Marginal gas is produced from low-volume stripper wells, which typically produce 60 Mcf/d or less. However, despite their small size, the report noted daily marginal gas production in 2005 was at its highest level in 10 years. These small gas wells produced 1,760 Bcf in 2005, or more than 4.8 Bcf/d, according to the IOGCC. Each well averaged 16.7 Mcf/d.
Adding more oil and gas to the domestic supply is not the only benefit of a marginal well, noted the report. In 2005, states collected more than $1.2 billion in taxes from the wells, and nationally, every dollar of production created nearly $1.01 of economic activity. Additionally, the IOGCC estimated nearly 10 jobs are dependent upon every $1 million of marginal oil and gas produced.
In 2005, 288,898 marginal gas wells were producing in the Lower 48. (Alaska was excluded because there is essentially no marginal production there.) Pennsylvania, with the most marginal wells, produced about 9% of the total, while Texas produced about 17%, followed by Kansas, 16%; West Virginia, 11%; and Oklahoma, 10%.
Research remains a critical element for the continued productivity of the wells, the IOGCC noted. This year, the House and Senate Appropriations Committees proposed eliminating funding for oil and natural gas research and development through the Department of Energy's Office of Fossil Energy.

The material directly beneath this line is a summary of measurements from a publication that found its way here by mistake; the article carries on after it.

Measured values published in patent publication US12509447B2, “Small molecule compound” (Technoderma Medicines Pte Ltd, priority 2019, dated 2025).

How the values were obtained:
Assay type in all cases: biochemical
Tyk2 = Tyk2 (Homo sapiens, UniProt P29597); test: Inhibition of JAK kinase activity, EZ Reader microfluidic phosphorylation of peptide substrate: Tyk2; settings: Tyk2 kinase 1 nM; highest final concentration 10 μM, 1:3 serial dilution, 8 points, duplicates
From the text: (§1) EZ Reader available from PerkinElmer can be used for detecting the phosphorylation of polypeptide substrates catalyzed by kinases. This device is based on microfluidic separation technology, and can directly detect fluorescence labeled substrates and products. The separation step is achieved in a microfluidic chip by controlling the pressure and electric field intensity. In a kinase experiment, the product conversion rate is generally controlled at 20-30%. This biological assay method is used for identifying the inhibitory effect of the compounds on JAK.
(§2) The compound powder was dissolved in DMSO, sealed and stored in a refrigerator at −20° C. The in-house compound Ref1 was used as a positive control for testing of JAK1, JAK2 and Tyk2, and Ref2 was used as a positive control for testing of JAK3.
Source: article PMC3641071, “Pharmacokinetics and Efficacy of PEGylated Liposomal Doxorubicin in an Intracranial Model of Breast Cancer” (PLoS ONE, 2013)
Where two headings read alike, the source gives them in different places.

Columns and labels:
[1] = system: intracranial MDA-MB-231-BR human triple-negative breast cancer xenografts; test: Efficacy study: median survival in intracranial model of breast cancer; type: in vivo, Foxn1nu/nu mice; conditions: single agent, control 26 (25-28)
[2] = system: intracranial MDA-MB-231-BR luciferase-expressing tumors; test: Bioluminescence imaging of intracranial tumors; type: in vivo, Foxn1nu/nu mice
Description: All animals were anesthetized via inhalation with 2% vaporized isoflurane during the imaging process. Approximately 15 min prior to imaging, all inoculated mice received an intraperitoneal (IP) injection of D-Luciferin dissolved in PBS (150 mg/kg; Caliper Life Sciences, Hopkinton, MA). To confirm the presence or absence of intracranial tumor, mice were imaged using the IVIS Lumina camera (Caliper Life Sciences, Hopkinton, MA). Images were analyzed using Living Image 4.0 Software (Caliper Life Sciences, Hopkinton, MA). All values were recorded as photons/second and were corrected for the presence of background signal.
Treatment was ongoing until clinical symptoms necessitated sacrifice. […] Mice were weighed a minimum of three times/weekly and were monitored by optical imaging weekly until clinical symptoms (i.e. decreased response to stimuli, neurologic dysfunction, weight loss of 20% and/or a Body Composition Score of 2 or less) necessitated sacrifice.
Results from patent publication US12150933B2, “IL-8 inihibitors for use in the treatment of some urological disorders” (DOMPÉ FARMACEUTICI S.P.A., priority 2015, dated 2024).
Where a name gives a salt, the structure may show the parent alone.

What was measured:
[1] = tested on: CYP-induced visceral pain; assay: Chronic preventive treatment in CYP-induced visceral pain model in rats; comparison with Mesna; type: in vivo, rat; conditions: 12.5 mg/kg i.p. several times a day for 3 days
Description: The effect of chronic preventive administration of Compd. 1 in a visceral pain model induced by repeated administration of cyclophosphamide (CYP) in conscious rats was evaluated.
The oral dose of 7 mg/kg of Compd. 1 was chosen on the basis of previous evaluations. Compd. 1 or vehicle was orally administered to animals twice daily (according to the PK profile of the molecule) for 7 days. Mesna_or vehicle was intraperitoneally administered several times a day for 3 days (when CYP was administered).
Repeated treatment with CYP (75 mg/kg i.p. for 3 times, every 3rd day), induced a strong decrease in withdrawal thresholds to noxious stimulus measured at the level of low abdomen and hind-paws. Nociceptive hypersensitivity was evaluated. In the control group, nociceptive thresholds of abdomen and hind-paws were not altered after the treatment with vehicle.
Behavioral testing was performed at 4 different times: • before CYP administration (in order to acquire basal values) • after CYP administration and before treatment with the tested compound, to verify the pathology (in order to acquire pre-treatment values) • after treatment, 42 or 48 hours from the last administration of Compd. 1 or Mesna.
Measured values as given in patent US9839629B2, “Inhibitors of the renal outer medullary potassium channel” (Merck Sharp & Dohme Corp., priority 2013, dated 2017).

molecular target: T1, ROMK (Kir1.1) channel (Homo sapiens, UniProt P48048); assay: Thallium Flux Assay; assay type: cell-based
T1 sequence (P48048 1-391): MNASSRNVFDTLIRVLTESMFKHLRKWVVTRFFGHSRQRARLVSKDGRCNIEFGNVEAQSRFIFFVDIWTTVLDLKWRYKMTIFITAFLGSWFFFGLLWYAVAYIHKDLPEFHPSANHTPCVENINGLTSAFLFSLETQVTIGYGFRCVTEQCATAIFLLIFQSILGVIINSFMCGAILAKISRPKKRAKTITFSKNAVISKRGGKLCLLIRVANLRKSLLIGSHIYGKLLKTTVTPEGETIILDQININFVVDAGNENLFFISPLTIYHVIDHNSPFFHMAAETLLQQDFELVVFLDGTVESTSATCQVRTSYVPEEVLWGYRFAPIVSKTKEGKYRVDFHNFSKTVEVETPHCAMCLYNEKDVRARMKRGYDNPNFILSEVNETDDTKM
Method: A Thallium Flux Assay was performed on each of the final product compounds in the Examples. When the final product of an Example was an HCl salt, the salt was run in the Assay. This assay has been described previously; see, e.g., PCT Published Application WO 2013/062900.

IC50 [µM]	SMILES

"The small, independent producers who operate marginal wells many times do not have the means to conduct their own research," said IOGCC executive director Christine Hansen. "Research funding is critical to ensuring marginal well producers have the necessary tools to continue supplying much-needed domestic energy to the nation."
To obtain a copy of the report, "Marginal Wells: Fuel for Economic Growth," contact IOGCC at (405) 525-3556 or click here Marginal Wells: Fuel for Economic Growth
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